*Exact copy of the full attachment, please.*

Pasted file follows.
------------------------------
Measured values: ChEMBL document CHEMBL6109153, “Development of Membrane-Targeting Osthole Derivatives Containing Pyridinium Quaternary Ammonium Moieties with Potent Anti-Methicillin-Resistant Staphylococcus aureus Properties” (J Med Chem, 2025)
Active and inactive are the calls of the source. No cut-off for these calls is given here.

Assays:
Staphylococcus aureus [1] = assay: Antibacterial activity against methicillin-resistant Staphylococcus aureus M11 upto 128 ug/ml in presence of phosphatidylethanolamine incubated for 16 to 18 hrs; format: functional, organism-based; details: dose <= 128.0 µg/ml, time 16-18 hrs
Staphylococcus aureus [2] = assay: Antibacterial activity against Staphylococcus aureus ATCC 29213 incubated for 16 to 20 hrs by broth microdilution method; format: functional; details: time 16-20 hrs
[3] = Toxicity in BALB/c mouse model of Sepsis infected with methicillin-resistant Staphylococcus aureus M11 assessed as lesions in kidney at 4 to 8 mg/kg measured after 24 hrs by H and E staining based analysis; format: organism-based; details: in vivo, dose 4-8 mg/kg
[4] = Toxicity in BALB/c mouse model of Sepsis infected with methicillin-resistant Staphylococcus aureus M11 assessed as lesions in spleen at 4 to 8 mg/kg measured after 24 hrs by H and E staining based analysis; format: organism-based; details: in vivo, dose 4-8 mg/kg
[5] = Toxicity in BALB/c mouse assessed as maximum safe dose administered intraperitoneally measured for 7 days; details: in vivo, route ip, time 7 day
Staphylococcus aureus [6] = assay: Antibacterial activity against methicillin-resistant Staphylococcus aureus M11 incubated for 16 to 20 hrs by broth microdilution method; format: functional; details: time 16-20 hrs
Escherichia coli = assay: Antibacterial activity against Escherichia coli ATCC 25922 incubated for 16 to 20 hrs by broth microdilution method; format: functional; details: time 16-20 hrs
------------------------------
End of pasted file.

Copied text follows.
Measured values: ChEMBL document CHEMBL6109153, “Development of Membrane-Targeting Osthole Derivatives Containing Pyridinium Quaternary Ammonium Moieties with Potent Anti-Methicillin-Resistant Staphylococcus aureus Properties” (J Med Chem, 2025)
Active and inactive are the calls of the source. No cut-off for these calls is given here.

Assays:
Staphylococcus aureus [1] = assay: Antibacterial activity against methicillin-resistant Staphylococcus aureus M11 upto 128 ug/ml in presence of phosphatidylethanolamine incubated for 16 to 18 hrs; format: functional, organism-based; details: dose <= 128.0 µg/ml, time 16-18 hrs
Staphylococcus aureus [2] = assay: Antibacterial activity against Staphylococcus aureus ATCC 29213 incubated for 16 to 20 hrs by broth microdilution method; format: functional; details: time 16-20 hrs
[3] = Toxicity in BALB/c mouse model of Sepsis infected with methicillin-resistant Staphylococcus aureus M11 assessed as lesions in kidney at 4 to 8 mg/kg measured after 24 hrs by H and E staining based analysis; format: organism-based; details: in vivo, dose 4-8 mg/kg
[4] = Toxicity in BALB/c mouse model of Sepsis infected with methicillin-resistant Staphylococcus aureus M11 assessed as lesions in spleen at 4 to 8 mg/kg measured after 24 hrs by H and E staining based analysis; format: organism-based; details: in vivo, dose 4-8 mg/kg
[5] = Toxicity in BALB/c mouse assessed as maximum safe dose administered intraperitoneally measured for 7 days; details: in vivo, route ip, time 7 day
Staphylococcus aureus [6] = assay: Antibacterial activity against methicillin-resistant Staphylococcus aureus M11 incubated for 16 to 20 hrs by broth microdilution method; format: functional; details: time 16-20 hrs
Escherichia coli = assay: Antibacterial activity against Escherichia coli ATCC 25922 incubated for 16 to 20 hrs by broth microdilution method; format: functional; details: time 16-20 hrs